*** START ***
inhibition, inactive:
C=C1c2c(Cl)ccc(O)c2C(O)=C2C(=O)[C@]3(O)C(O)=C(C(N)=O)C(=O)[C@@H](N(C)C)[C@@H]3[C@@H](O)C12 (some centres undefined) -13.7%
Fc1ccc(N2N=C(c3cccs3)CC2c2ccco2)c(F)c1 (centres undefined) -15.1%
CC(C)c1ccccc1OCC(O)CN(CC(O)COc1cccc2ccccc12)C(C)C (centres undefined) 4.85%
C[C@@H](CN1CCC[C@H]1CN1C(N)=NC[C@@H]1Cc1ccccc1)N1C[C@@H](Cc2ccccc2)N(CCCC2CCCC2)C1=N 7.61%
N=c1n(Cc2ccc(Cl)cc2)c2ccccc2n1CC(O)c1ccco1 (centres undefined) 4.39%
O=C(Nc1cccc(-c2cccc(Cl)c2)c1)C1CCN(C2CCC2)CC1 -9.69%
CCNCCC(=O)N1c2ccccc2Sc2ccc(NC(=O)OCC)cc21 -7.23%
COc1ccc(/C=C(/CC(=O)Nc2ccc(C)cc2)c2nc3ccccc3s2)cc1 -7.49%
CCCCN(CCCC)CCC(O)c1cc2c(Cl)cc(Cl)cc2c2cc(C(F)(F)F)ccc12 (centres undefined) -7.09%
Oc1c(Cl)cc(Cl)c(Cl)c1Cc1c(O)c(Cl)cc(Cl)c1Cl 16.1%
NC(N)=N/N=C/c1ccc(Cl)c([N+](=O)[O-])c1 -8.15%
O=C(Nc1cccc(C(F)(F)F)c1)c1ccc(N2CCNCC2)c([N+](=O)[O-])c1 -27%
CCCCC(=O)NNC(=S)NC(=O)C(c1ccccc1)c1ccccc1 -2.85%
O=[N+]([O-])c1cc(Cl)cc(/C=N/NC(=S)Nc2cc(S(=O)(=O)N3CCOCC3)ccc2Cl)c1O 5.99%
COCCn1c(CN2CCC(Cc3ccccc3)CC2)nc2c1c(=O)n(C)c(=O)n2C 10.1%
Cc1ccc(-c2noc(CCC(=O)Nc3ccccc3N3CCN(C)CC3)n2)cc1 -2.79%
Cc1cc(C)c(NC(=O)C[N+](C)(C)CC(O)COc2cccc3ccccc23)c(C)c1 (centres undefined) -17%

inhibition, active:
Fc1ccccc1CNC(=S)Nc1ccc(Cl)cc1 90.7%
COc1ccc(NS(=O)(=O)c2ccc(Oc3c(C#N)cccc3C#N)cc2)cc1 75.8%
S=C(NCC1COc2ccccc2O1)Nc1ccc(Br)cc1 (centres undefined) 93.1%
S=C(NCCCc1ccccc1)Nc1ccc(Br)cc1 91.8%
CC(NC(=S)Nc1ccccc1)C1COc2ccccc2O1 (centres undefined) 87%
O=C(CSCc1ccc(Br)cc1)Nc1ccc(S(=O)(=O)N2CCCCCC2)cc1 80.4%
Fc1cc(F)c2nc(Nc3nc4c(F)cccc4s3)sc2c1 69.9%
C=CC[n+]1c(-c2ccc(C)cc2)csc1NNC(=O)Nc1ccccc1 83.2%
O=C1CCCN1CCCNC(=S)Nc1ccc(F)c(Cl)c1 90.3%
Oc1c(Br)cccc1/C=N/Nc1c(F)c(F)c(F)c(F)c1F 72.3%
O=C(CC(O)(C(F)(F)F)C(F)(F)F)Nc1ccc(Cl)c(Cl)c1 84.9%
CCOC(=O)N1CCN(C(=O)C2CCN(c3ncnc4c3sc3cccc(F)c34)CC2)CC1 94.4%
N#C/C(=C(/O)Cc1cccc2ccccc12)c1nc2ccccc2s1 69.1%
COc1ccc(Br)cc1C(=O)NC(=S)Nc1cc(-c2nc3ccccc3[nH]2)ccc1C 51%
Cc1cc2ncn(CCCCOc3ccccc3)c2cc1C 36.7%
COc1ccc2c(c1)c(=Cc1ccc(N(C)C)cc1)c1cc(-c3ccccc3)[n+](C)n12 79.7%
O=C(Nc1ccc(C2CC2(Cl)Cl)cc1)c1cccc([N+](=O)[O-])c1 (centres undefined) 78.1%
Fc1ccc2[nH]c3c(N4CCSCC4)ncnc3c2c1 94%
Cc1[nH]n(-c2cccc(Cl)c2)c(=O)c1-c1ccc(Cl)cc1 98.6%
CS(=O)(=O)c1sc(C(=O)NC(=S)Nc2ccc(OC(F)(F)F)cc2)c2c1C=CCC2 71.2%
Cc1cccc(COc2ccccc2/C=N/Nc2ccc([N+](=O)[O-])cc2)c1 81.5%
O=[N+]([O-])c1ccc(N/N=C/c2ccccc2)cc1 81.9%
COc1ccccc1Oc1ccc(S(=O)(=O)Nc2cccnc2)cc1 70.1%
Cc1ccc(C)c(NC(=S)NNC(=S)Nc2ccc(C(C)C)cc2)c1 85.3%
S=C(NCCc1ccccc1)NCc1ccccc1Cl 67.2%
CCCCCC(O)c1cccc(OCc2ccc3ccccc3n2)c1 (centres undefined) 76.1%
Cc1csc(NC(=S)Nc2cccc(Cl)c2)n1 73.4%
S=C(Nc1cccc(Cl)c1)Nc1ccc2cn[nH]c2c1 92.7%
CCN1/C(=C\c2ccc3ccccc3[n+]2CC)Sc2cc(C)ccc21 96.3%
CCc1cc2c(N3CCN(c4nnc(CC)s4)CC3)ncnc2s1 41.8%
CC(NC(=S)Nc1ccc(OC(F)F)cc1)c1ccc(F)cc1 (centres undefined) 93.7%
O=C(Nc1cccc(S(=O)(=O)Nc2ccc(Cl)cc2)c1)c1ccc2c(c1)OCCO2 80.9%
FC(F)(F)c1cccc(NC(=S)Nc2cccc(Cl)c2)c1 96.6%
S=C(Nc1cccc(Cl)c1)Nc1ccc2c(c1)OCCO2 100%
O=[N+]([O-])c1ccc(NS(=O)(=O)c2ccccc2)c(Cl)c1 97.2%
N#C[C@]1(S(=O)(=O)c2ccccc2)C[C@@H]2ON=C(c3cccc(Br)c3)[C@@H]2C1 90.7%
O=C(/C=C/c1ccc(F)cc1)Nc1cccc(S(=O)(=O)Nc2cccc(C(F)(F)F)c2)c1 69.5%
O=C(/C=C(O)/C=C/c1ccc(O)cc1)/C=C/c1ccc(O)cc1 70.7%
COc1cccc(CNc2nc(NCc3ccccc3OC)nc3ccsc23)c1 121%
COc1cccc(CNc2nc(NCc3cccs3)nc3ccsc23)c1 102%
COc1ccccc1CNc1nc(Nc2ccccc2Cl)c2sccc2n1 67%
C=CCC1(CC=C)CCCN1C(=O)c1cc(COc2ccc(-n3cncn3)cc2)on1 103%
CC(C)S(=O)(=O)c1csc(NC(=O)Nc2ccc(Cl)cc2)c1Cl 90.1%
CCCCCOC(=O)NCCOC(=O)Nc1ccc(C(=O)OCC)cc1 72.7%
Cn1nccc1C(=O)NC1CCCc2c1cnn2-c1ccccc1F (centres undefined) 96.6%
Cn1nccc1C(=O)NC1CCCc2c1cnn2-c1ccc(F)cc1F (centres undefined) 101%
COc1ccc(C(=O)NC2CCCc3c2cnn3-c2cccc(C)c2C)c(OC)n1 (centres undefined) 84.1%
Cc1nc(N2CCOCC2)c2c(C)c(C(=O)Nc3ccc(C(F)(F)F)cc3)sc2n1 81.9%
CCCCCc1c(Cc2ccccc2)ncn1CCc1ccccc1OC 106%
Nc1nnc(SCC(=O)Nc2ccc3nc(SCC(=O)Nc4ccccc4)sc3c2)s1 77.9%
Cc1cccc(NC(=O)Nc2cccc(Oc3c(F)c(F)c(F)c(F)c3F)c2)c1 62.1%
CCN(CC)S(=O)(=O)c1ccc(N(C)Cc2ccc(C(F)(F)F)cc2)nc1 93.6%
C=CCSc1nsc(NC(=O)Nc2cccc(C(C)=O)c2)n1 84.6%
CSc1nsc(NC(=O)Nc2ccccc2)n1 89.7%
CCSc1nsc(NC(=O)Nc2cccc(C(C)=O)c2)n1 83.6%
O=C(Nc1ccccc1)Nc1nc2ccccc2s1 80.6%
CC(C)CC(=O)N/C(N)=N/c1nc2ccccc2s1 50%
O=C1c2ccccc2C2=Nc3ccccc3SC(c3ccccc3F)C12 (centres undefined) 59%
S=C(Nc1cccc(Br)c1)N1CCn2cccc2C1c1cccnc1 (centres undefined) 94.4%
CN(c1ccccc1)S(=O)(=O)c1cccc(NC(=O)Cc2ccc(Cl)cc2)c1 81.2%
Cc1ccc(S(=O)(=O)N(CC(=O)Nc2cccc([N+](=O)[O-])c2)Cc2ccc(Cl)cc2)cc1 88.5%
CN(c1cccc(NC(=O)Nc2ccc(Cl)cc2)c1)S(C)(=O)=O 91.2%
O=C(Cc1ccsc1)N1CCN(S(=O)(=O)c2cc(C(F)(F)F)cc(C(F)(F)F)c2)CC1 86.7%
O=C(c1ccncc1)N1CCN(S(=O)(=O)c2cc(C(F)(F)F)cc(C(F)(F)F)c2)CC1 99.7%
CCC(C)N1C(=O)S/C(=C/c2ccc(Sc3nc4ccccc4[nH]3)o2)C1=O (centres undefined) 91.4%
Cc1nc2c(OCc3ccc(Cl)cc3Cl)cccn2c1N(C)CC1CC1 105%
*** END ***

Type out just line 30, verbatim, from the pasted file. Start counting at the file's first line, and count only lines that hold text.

O=C(CC(O)(C(F)(F)F)C(F)(F)F)Nc1ccc(Cl)c(Cl)c1 84.9%